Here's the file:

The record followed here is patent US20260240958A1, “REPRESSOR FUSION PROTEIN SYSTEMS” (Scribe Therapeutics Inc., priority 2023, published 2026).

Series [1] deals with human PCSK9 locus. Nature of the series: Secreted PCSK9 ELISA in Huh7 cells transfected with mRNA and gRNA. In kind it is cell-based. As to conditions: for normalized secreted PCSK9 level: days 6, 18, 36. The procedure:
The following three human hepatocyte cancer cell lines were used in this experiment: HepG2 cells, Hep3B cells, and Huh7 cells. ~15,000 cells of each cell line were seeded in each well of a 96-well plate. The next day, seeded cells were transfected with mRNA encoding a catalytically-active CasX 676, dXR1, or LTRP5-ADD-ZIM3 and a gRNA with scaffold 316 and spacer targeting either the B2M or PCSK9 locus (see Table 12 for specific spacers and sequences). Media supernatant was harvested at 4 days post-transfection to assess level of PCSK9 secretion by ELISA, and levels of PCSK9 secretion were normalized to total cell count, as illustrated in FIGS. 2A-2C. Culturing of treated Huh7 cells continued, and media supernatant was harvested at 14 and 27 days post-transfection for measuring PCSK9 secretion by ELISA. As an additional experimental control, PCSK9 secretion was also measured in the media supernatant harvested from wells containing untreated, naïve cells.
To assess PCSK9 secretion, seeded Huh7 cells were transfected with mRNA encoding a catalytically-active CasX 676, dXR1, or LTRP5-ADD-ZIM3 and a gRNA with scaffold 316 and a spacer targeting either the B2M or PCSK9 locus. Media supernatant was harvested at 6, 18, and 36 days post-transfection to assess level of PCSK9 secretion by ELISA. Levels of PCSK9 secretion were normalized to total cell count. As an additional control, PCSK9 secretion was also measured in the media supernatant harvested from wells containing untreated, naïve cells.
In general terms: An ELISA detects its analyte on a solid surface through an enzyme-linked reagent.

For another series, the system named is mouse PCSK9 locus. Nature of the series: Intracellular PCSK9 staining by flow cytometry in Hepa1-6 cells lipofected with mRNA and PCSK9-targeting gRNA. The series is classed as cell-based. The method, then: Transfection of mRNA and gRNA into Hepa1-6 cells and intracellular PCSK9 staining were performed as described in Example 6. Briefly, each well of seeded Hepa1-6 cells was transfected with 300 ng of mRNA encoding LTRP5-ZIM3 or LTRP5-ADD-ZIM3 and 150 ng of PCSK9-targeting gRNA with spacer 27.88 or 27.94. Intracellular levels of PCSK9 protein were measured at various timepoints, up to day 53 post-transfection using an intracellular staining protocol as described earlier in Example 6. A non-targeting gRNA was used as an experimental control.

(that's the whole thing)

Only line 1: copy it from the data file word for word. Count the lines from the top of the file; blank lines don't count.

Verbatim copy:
The record followed here is patent US20260240958A1, “REPRESSOR FUSION PROTEIN SYSTEMS” (Scribe Therapeutics Inc., priority 2023, published 2026).